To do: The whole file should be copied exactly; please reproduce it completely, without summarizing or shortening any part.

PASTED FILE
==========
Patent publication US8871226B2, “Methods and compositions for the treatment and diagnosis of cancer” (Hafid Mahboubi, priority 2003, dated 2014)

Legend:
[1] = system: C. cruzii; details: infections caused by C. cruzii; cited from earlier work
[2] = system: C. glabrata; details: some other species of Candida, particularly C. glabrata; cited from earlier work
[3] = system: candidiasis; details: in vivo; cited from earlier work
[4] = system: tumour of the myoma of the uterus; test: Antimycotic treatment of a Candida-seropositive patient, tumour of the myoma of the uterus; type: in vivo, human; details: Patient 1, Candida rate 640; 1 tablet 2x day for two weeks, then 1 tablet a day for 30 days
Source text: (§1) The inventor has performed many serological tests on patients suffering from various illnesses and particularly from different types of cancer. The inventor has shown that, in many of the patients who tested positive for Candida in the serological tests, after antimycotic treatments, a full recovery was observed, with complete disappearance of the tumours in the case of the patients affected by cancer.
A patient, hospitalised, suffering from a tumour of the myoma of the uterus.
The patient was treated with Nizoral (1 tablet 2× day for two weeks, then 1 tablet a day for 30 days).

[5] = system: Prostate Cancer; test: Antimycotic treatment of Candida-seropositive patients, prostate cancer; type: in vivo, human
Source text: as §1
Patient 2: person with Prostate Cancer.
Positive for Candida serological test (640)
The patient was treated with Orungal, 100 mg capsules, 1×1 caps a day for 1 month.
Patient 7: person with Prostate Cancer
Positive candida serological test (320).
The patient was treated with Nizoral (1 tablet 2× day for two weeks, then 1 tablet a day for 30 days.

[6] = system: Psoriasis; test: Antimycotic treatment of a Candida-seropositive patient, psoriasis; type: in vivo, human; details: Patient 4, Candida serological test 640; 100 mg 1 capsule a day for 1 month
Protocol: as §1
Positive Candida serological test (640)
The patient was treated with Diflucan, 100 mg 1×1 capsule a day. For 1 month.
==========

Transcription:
Patent publication US8871226B2, “Methods and compositions for the treatment and diagnosis of cancer” (Hafid Mahboubi, priority 2003, dated 2014)

Legend:
[1] = system: C. cruzii; details: infections caused by C. cruzii; cited from earlier work
[2] = system: C. glabrata; details: some other species of Candida, particularly C. glabrata; cited from earlier work
[3] = system: candidiasis; details: in vivo; cited from earlier work
[4] = system: tumour of the myoma of the uterus; test: Antimycotic treatment of a Candida-seropositive patient, tumour of the myoma of the uterus; type: in vivo, human; details: Patient 1, Candida rate 640; 1 tablet 2x day for two weeks, then 1 tablet a day for 30 days
Source text: (§1) The inventor has performed many serological tests on patients suffering from various illnesses and particularly from different types of cancer. The inventor has shown that, in many of the patients who tested positive for Candida in the serological tests, after antimycotic treatments, a full recovery was observed, with complete disappearance of the tumours in the case of the patients affected by cancer.
A patient, hospitalised, suffering from a tumour of the myoma of the uterus.
The patient was treated with Nizoral (1 tablet 2× day for two weeks, then 1 tablet a day for 30 days).

[5] = system: Prostate Cancer; test: Antimycotic treatment of Candida-seropositive patients, prostate cancer; type: in vivo, human
Source text: as §1
Patient 2: person with Prostate Cancer.
Positive for Candida serological test (640)
The patient was treated with Orungal, 100 mg capsules, 1×1 caps a day for 1 month.
Patient 7: person with Prostate Cancer
Positive candida serological test (320).
The patient was treated with Nizoral (1 tablet 2× day for two weeks, then 1 tablet a day for 30 days.

[6] = system: Psoriasis; test: Antimycotic treatment of a Candida-seropositive patient, psoriasis; type: in vivo, human; details: Patient 4, Candida serological test 640; 100 mg 1 capsule a day for 1 month
Protocol: as §1
Positive Candida serological test (640)
The patient was treated with Diflucan, 100 mg 1×1 capsule a day. For 1 month.